Omira Bar and Grill (1005 S. St. Francis Dr., Santa Fe, NM) — Brazilian Steakhouse. Interesting fact — my DH and I met on Valentine’s Day. This is important to know because my DH knows that I would like to go somewhere “special” for dinner on such a day — I am a Princess like that! Now, Santa Fe is LOADED with lots of excellent and trendy restaurants — we know this because we have eaten at ALL of them on previous trips. However, by Valentine’s Day morning ALL of them were booked with other happy couples who probably did not meet on Valentine’s Day. So what was my DH to do other than book us a table at the only restaurant in Santa Fe with an 8pm opening — a Brazilian Steakhouse where they serve flaming pieces of meat on large skewers. Oh well, I guess that would be romance in someone’s book. “That would be fine, Sweetie”, I said not wanting him to feel worse than he already did. “Let’s consider it an adventure!”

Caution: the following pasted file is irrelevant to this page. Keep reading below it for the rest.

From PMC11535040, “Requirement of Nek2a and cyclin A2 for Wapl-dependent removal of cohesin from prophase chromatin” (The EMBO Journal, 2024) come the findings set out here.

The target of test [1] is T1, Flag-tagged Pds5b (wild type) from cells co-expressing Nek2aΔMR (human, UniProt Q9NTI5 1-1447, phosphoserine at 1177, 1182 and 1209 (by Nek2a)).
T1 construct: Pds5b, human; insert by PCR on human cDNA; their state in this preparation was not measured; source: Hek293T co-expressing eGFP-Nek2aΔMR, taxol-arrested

And it was — our GPS could not find it. Just after our fifth lap around the block (by the railroad tracks) and just before my DH was ready to go back to the hotel, we decide to give Omira a call. The receptionist said they were right next to the dive bar with the big neon sign. We found the dive bar easy enough and if it were not for the obnoxious neon sign illuminating Omira’s parking lot, we probably would have just gone back to the hotel.
But, Omira Bar and Grill turned out to be a great experience! The place was nice with white tablecloths on tables surrounding a large salad buffet. When you turned on the cute little lamp on your table, you indicated that you were ready for some meat! The waiter came by with their large skewers loaded with chucks of meat (beef, pork, chicken, and sausage) and dropped a chuck on your plate. This went of all evening! The salad bar was plentiful and fresh. The meat was tender and flavorful. The best part — chocolate covered strawberries as huge as my head! And, we could have as many as we wanted!!! After my fifth strawberry, all I could say was “It has been a great Valentine’s Day, Sweetie!”
As far as I am concerned, Santa Fe never disappoints! I would go back there in a heartbeat!